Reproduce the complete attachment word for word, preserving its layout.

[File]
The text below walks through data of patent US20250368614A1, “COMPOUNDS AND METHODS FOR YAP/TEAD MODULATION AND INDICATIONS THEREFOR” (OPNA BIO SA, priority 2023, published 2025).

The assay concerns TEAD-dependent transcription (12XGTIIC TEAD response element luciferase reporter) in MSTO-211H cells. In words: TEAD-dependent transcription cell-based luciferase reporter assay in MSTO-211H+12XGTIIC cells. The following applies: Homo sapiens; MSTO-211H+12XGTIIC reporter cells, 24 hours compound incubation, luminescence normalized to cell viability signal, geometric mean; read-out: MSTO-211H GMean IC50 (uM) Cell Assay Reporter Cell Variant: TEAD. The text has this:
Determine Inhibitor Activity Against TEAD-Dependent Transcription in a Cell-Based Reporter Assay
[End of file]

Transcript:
The text below walks through data of patent US20250368614A1, “COMPOUNDS AND METHODS FOR YAP/TEAD MODULATION AND INDICATIONS THEREFOR” (OPNA BIO SA, priority 2023, published 2025).

The assay concerns TEAD-dependent transcription (12XGTIIC TEAD response element luciferase reporter) in MSTO-211H cells. In words: TEAD-dependent transcription cell-based luciferase reporter assay in MSTO-211H+12XGTIIC cells. The following applies: Homo sapiens; MSTO-211H+12XGTIIC reporter cells, 24 hours compound incubation, luminescence normalized to cell viability signal, geometric mean; read-out: MSTO-211H GMean IC50 (uM) Cell Assay Reporter Cell Variant: TEAD. The text has this:
Determine Inhibitor Activity Against TEAD-Dependent Transcription in a Cell-Based Reporter Assay